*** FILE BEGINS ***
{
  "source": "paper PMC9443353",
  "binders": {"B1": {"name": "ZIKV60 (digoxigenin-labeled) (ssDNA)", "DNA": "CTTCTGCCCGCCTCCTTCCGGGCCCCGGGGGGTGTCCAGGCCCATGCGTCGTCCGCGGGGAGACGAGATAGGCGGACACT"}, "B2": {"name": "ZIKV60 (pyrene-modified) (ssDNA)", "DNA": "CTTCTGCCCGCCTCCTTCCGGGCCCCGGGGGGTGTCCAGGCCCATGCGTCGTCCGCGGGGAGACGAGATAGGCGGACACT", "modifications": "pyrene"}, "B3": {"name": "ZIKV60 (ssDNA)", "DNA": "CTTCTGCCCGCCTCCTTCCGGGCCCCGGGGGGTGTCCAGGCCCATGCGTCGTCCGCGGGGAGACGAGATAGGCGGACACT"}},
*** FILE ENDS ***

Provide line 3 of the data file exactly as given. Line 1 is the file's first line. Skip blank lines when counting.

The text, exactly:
  "binders": {"B1": {"name": "ZIKV60 (digoxigenin-labeled) (ssDNA)", "DNA": "CTTCTGCCCGCCTCCTTCCGGGCCCCGGGGGGTGTCCAGGCCCATGCGTCGTCCGCGGGGAGACGAGATAGGCGGACACT"}, "B2": {"name": "ZIKV60 (pyrene-modified) (ssDNA)", "DNA": "CTTCTGCCCGCCTCCTTCCGGGCCCCGGGGGGTGTCCAGGCCCATGCGTCGTCCGCGGGGAGACGAGATAGGCGGACACT", "modifications": "pyrene"}, "B3": {"name": "ZIKV60 (ssDNA)", "DNA": "CTTCTGCCCGCCTCCTTCCGGGCCCCGGGGGGTGTCCAGGCCCATGCGTCGTCCGCGGGGAGACGAGATAGGCGGACACT"}},